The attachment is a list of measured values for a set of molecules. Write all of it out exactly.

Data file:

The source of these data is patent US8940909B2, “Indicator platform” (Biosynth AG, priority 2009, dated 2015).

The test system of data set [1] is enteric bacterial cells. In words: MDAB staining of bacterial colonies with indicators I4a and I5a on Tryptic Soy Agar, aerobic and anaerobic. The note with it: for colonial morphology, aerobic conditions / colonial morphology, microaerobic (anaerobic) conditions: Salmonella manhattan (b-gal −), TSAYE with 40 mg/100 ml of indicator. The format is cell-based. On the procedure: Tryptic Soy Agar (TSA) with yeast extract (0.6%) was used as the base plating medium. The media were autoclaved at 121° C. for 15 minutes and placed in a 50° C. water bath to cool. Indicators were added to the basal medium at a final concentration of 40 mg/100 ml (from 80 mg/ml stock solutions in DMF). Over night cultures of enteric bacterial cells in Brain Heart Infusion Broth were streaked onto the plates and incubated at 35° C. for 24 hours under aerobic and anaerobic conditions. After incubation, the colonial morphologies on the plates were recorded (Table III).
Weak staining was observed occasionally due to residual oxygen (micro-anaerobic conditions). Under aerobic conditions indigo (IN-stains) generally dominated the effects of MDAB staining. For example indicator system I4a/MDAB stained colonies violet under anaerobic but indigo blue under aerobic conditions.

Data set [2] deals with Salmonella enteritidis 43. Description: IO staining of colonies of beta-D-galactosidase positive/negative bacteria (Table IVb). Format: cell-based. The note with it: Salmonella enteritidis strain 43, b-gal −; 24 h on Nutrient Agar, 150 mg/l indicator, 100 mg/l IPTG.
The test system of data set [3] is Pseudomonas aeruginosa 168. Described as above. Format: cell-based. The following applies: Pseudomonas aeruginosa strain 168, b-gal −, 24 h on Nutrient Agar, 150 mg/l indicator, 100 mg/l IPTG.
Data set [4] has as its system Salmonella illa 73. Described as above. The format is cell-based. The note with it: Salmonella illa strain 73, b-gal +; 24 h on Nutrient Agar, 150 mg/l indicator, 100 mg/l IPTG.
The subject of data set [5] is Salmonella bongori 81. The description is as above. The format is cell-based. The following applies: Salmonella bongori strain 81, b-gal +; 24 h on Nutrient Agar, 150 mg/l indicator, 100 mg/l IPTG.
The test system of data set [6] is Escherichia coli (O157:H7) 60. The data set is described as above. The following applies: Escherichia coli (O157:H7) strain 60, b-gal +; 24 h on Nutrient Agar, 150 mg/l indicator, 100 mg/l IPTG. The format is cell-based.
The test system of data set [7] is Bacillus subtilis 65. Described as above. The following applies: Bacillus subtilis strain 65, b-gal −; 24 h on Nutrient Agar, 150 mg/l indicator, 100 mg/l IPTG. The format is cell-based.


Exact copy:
The source of these data is patent US8940909B2, “Indicator platform” (Biosynth AG, priority 2009, dated 2015).

The test system of data set [1] is enteric bacterial cells. In words: MDAB staining of bacterial colonies with indicators I4a and I5a on Tryptic Soy Agar, aerobic and anaerobic. The note with it: for colonial morphology, aerobic conditions / colonial morphology, microaerobic (anaerobic) conditions: Salmonella manhattan (b-gal −), TSAYE with 40 mg/100 ml of indicator. The format is cell-based. On the procedure: Tryptic Soy Agar (TSA) with yeast extract (0.6%) was used as the base plating medium. The media were autoclaved at 121° C. for 15 minutes and placed in a 50° C. water bath to cool. Indicators were added to the basal medium at a final concentration of 40 mg/100 ml (from 80 mg/ml stock solutions in DMF). Over night cultures of enteric bacterial cells in Brain Heart Infusion Broth were streaked onto the plates and incubated at 35° C. for 24 hours under aerobic and anaerobic conditions. After incubation, the colonial morphologies on the plates were recorded (Table III).
Weak staining was observed occasionally due to residual oxygen (micro-anaerobic conditions). Under aerobic conditions indigo (IN-stains) generally dominated the effects of MDAB staining. For example indicator system I4a/MDAB stained colonies violet under anaerobic but indigo blue under aerobic conditions.

Data set [2] deals with Salmonella enteritidis 43. Description: IO staining of colonies of beta-D-galactosidase positive/negative bacteria (Table IVb). Format: cell-based. The note with it: Salmonella enteritidis strain 43, b-gal −; 24 h on Nutrient Agar, 150 mg/l indicator, 100 mg/l IPTG.
The test system of data set [3] is Pseudomonas aeruginosa 168. Described as above. Format: cell-based. The following applies: Pseudomonas aeruginosa strain 168, b-gal −, 24 h on Nutrient Agar, 150 mg/l indicator, 100 mg/l IPTG.
Data set [4] has as its system Salmonella illa 73. Described as above. The format is cell-based. The note with it: Salmonella illa strain 73, b-gal +; 24 h on Nutrient Agar, 150 mg/l indicator, 100 mg/l IPTG.
The subject of data set [5] is Salmonella bongori 81. The description is as above. The format is cell-based. The following applies: Salmonella bongori strain 81, b-gal +; 24 h on Nutrient Agar, 150 mg/l indicator, 100 mg/l IPTG.
The test system of data set [6] is Escherichia coli (O157:H7) 60. The data set is described as above. The following applies: Escherichia coli (O157:H7) strain 60, b-gal +; 24 h on Nutrient Agar, 150 mg/l indicator, 100 mg/l IPTG. The format is cell-based.
The test system of data set [7] is Bacillus subtilis 65. Described as above. The following applies: Bacillus subtilis strain 65, b-gal −; 24 h on Nutrient Agar, 150 mg/l indicator, 100 mg/l IPTG. The format is cell-based.